Advent is an opportunity, to relax into the more contemplative winter season and tend to our spiritual lives, in anticipation of the first of the two great festivals of the year:  The Feast of the Nativity…Christ Mass.
          We will be spending our Advent with the prophet Isaiah.  The lectionary offers us wonderful texts from Isaiah for each of the four Sundays in Advent, so I want to spend just a moment this morning setting the stage for our time with this amazing prophet.
          The book of Isaiah is the third longest of the prophetic books, but the most important to us as Christians, because of its focus on God’s promise and the coming of the Messiah.  You will see in the coming weeks that Isaiah paints a vivid picture of the future savior whom God will send to ransom a people gone astray.
          The context of the whole book is a bit tricky.  Scholars now (mostly) agree that this book is likely the work of more than one writer, writing in more than one time period.  Whether there are two or three distinct time periods is now a matter of debate, but this much is pretty settled:  the first 39 chapters of the book are written by the prophet Isaiah, who introduces himself in the first chapter and begins to outline his vision in Chapter Two, beginning with our lesson for this morning.
          [Slide] All of our lessons this Advent will come from that book, which was compiled during the long service of a prophet appointed to serve the kings of the southern kingdom of Judah.  Isaiah served from the second half of the eight century BCE until approximately a quarter of the way through the seventh.
          It was a time of division and upheaval.  [Slide] Israel, had been united under the first of the great kings, Saul, then David, then Solomon.  But things kind of fell apart after that.  Under Solomon’s son, Rehoboam, the kingdom was divided.  The Northern Kingdom retained the name, Israel, while the Southern Kingdom became known as Judah.
          Isaiah was a prophet in Judah, which was more stable during that time, the time of the first great conquest.  [Slide] The Empire of Assyria was in the process of conquering the Northern Kingdom, a conquest in which they were eventually successful.  Assyria took over the north, moving many Israelites to its stronghold in present-day Iran, and moving Gentiles into the Northern Kingdom to dilute the bloodlines and allegiances. Israel tried to get its southern neighbors to help it, but Isaiah counseled his king to stay out of the conflict.  This king actually listened to his prophet, and the southern kingdom remained intact until the time of Second Isaiah, during the Babylonian conquest.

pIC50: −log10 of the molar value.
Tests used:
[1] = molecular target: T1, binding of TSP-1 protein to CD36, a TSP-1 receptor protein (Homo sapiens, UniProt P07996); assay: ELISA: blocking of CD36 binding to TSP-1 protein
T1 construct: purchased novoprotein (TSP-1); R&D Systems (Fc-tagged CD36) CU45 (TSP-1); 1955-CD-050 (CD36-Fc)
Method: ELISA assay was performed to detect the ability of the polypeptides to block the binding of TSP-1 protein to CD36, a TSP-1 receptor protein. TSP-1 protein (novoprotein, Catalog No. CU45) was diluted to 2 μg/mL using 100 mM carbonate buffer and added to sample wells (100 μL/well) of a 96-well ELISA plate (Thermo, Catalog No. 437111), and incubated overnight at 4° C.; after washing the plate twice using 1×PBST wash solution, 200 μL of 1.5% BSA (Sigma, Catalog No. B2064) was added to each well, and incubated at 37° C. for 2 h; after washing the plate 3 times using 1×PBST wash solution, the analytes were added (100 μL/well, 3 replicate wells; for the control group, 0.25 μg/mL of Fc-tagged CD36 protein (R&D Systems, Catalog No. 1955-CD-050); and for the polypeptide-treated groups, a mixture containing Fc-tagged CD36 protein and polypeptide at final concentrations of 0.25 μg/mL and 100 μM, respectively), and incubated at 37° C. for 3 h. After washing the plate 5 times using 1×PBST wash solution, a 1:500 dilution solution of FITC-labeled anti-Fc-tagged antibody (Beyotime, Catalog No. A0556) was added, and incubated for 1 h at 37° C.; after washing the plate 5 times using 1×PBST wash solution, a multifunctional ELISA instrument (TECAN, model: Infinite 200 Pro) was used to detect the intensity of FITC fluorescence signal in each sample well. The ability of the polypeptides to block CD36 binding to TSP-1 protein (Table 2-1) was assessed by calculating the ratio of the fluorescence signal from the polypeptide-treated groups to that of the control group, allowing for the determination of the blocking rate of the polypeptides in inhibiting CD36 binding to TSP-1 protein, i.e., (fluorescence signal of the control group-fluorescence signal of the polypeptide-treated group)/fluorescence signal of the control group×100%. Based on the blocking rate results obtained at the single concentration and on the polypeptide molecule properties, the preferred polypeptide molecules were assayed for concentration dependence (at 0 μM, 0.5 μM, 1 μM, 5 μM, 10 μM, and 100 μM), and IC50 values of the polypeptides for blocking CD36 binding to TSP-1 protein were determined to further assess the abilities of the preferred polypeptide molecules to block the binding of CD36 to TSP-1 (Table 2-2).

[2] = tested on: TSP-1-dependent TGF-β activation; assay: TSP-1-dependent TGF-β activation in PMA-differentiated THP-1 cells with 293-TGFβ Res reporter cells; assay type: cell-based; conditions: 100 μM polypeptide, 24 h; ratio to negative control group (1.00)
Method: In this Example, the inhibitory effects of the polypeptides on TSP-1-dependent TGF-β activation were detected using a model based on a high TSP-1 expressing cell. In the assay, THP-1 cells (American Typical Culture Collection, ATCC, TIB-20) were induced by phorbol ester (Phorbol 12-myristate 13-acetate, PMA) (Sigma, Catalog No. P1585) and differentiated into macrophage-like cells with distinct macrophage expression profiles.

Things were still rough in that Southern Kingdom.  At one point, the Northern Kingdom of Israel invaded Judah, trying to get it to form an alliance.  Assyria mostly played nice with Judah, but they were a constant threat.  And then a renewed monarchy in Egypt began to threaten from the south.
          People began to divide into alliance—let’s call them political parties—each with a different answer to the great problems of the day.  One party urged strong borders and racial purity.  Another promoted openness, diversity, and state-funded social programs. 
          Imagine it, if you can.
          Imagine trying to find a word of hope for those people, fairly safe in their own country, but concerned about attacks of all kinds from outside their borders, and division in their own land.
          Imagine, being a prophet to those people.  What word of hope would you bring, could you bring.
          Let’s do that—imagine together.  Find another person or two, and talk about this, just for a couple of minutes.  What word of hope would you offer to a people who feel divided and threatened?

--Collect answers

          It is fair to say that this Advent, as God’s prophetic people, a people who have accepted a mission to build hope and proclaim peace, we are searching for a word of hope to offer our neighbors.  I believe we will find it in a couple of places.  First, in each other—in the wisdom collected in this very place, this beautiful, beautiful, warm and toasty place.
          Second, this Advent, we will find a word of hope by listening carefully to the great prophet Isaiah.  Isaiah’s first word of promise, before us this morning, is a recipe for hope.  Isaiah speaks of the days to come, which is both a promise and a challenge.  The “days to come” will arrive when we decide to venture up to the mountain of the Lord’s house, which is more a mindset than a place.
          The mountain of the Lord’s house is where we go when we realize that our ways ain’t working, and perhaps we should try a different way.  When we are willing to place ourselves in God’s hands, beat our swords into plowshares, and be people of peace.